Innovative Search and Rescue Drones Use Noise Cancellation to Find Victims

Innovative Search and Rescue Drones Use Noise Cancellation to Find Victims

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The use of drones and UAVs has grown immensely in various fields during the past few years. A main area of interest is search and rescue, as drones can be immensely useful in searching for victims in collapsed houses and rubble in the aftermath of natural disasters like earthquakes and lead to early detection and rapid response.

So far, drones used for search and rescue relied on cameras to search for victims and assess the situation, but visual information alone can be insufficient, especially when victims are trapped under rubble. To solve this problem, certain studies have focused on detecting trapped individuals using sound.

According to Techxplore, the issue with relying on sound is that the UAV’s propellors make noise that can drown out the farther human sounds. While some studies have attempted to solve this problem by using multiple microphones to isolate the source of victims’ sound from the propellers (along with speech recognition), the resulting processed sound is difficult to recognize accurately and uses predetermined words to isolate human sounds (which can be problematic).

Professor Chinthaka Premachandra and his team from the Shibaura Institute of Technology in Japan developed a novel AI-based noise suppression system to solve this problem. Premachandra explains: “Suppressing the UAV propeller noise from the sound mixture while enhancing the audibility of human voices presents a formidable research problem. The variable intensity of UAV noise, fluctuating unpredictably with different flight movements, complicates the development of a signal-processing filter capable of effectively removing UAV sound from the mixture. Our system utilizes AI to recognize propeller sound and address these issues effectively.”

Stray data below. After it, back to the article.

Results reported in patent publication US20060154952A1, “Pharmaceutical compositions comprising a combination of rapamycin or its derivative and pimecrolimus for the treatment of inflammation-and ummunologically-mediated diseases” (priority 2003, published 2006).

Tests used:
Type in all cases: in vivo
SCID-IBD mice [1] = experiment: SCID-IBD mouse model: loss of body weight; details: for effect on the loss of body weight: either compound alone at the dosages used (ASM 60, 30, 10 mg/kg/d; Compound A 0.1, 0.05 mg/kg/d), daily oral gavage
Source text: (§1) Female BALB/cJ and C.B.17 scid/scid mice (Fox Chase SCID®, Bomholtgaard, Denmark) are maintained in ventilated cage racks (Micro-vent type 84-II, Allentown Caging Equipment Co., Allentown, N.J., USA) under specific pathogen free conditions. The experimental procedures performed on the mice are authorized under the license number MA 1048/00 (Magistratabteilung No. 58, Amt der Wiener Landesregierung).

This novel system is centered around an advanced AI model called Generative Adversarial Networks (GANs) that was used to learn the various types of UAV propeller sound data. This model was then used to generate a pseudo-UAV sound (a sound similar to that of the UAV propellers), which is subtracted from the actual sound captured by the onboard microphones in the UAV, allowing the operator to hear clearly and recognize human sounds.

This technique is better than traditional noise suppression systems because it can effectively suppress UAV noise within a narrow frequency range with good accuracy, as well as adapt to the fluctuating noise of the UAV in real time.

After trying the product, the researchers concluded that although there was still some remaining noise in the resulting audio, the current performance is good enough to propose the system for human detection at actual disaster sites. The researchers are currently addressing the remaining issues and are working to improve the system.

Premachandra concludes that the teams’ ongoing efforts “will help in further enhancing the effectiveness of UAVs in disaster response and contribute to saving more lives.”